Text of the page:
Information Technology Services
Information Technology Services

Best Practices

Mobile Device Security

phone iconNow more than ever, tablets and smartphones are allowing users to access data from just about anywhere. We use our mobile devices to stay in touch, take pictures, shop, bank, listen to music, connect through social media and work flexibly away from the office. Whether used personally or professionally, these devices often contain sensitive or confidential data. Many of the attacks previously seen through PCs are now being targeted at mobile device users. Keep your phone secure by following these guidelines.

Use a strong password
Strong passwords or PINs lock your device and protect your data from being accessed by others.Enable the feature that will erase the phone if someone tries to guess the PIN or password too many times. Turn on the service or download an app that helps you find your phone if if it lost or stolen. These apps allow you to remotely locate your phone, lock it, and/or erase your data.
Install updates
Ensure that you regularly install updates to your system and applications. Updates provides remedies for known and reported bugs or security vulnerabilities and not just functionality.
Know how to wipe your device remotely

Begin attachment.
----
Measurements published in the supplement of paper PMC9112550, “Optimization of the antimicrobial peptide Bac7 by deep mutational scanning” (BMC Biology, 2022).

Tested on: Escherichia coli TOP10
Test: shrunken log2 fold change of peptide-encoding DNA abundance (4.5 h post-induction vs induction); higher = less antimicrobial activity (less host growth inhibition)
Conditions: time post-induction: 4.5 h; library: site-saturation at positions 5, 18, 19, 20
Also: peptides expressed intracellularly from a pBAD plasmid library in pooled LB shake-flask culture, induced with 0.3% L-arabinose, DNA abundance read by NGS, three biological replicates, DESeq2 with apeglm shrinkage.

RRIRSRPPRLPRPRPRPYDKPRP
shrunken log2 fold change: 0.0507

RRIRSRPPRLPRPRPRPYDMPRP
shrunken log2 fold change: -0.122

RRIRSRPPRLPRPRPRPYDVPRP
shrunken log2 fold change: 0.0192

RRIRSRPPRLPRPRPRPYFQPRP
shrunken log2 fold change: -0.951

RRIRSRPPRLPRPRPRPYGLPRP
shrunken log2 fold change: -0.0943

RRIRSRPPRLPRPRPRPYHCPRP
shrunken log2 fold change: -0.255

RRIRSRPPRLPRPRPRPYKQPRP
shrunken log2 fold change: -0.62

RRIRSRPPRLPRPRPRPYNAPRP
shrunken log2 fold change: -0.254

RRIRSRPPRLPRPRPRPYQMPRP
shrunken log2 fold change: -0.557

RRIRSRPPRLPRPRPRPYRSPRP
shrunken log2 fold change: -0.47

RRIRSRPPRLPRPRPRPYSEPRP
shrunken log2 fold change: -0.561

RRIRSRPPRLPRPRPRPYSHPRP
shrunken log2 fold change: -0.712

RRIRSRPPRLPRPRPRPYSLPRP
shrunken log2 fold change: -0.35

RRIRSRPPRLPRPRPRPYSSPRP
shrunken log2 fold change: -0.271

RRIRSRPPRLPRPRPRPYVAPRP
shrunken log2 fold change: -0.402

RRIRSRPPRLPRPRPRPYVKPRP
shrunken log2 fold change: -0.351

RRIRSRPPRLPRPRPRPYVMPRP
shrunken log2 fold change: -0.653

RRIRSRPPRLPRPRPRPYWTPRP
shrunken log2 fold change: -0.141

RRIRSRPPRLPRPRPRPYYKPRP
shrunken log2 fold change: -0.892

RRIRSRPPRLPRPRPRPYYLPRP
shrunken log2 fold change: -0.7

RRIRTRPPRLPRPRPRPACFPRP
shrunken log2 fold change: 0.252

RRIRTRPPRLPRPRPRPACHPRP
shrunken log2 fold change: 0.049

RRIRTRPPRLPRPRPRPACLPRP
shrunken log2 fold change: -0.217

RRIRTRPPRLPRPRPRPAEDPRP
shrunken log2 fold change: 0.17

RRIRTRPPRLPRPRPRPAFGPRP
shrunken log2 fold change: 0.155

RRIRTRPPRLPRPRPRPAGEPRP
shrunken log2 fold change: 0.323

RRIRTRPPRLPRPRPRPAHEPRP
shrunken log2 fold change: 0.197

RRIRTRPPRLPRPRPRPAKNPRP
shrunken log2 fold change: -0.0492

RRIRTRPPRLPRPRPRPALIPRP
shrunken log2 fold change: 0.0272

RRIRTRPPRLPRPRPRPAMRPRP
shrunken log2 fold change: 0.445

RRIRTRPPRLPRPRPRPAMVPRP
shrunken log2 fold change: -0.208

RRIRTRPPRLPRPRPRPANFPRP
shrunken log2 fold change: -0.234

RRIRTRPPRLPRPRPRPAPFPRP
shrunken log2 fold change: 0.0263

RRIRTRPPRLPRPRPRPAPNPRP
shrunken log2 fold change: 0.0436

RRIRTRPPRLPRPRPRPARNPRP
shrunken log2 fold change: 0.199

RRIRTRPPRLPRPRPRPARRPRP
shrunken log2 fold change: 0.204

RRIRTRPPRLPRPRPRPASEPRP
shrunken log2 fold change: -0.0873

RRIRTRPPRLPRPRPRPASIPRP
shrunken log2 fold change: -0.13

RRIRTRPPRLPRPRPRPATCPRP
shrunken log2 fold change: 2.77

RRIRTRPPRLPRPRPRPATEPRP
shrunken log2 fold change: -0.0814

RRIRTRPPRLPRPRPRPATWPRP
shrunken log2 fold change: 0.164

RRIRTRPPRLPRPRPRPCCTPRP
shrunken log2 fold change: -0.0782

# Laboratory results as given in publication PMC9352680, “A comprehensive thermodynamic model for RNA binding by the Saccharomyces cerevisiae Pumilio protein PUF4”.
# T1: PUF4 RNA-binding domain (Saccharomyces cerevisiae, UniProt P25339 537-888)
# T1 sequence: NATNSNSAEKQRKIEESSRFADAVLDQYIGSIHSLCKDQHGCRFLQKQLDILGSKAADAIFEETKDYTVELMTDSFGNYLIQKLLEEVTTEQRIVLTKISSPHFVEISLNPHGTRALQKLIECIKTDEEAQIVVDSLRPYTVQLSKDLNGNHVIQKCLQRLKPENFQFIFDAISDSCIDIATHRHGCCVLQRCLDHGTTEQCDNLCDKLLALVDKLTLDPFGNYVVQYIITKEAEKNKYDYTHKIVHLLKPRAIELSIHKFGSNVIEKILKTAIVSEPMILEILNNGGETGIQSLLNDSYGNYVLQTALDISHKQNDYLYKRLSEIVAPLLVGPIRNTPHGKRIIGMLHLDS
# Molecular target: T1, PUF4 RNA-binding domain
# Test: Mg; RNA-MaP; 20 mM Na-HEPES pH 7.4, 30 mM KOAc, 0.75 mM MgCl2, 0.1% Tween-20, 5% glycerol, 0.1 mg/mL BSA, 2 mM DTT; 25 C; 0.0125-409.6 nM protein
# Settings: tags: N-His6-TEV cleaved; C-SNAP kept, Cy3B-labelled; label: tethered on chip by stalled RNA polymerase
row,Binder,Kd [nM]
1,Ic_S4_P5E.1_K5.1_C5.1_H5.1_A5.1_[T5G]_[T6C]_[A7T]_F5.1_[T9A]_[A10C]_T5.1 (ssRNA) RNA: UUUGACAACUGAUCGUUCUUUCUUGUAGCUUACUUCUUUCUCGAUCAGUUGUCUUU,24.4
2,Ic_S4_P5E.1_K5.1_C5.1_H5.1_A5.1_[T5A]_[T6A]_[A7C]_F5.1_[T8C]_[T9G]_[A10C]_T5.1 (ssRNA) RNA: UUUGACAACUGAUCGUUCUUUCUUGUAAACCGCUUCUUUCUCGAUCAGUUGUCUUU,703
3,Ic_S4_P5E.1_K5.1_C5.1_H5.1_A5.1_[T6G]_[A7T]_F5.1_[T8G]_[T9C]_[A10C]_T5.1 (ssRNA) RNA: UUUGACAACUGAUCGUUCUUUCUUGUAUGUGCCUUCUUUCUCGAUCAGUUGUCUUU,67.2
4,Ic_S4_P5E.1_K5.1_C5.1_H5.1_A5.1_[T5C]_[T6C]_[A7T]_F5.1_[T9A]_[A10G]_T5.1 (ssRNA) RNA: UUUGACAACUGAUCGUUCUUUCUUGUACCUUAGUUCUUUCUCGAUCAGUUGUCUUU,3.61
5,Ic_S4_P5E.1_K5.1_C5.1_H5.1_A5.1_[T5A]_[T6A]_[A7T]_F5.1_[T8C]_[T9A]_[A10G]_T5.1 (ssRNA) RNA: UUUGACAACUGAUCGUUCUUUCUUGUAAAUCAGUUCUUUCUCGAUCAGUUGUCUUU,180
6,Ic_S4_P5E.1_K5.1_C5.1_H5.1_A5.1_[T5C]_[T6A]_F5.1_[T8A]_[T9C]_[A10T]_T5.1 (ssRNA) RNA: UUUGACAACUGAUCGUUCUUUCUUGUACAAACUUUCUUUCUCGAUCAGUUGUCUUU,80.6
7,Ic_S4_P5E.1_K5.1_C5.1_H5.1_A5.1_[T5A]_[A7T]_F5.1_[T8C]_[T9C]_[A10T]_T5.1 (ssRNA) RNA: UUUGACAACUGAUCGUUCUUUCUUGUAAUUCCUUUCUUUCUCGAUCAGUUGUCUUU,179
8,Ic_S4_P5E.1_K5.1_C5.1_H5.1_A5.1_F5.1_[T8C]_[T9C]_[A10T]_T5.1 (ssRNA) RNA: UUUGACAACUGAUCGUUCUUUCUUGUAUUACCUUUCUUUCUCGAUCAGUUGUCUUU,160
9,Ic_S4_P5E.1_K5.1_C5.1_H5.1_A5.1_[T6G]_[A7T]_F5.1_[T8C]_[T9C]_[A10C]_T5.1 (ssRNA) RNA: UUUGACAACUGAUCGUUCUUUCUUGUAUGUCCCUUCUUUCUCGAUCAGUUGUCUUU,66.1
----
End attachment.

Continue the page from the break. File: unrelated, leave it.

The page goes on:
If you store confidential data (or Queen's data) on your device, it is important to know how it can be remotely wiped if the device is lost or stolen. It is best to consult your device's manufacturer for instructions on how to do this as not every device or model of phone has this feature. If you check your Queen's email on your device, you can Wipe Your Device through Office 365.
Don't "jailbreak" or "root" your phone
Most phones will run only software that their operating system trusts. Jailbreaking or Rooting a phone enables it to run untrusted software, which is much more likely to carry a harmful virus.
Only install apps from trusted sources
Research the app before downloading to make sure it is trusted. Although some apps may not intentionally be malicious or contain malware, app security is not standardized in the same way that professional software is; anyone can create and distribute apps.
Only grant app permissions when needed
When an application asks for permission to access your photos, camera, location, contacts,etc. make sure to only grant access if needed. Try to limit access when needed to only while using the application, and disable use in the background.
Use a secured internet access connection whenever possible
Avoid using open Wi-Fi connections for performing secure operations (such as signing into email, Facebook, etc.). When on campus, use the QueensuSecure_WPA2 wireless network instead of the unsecured queensu wireless network. You should be able to set your device to remember your username and password for this network so you don't have to sign in every time.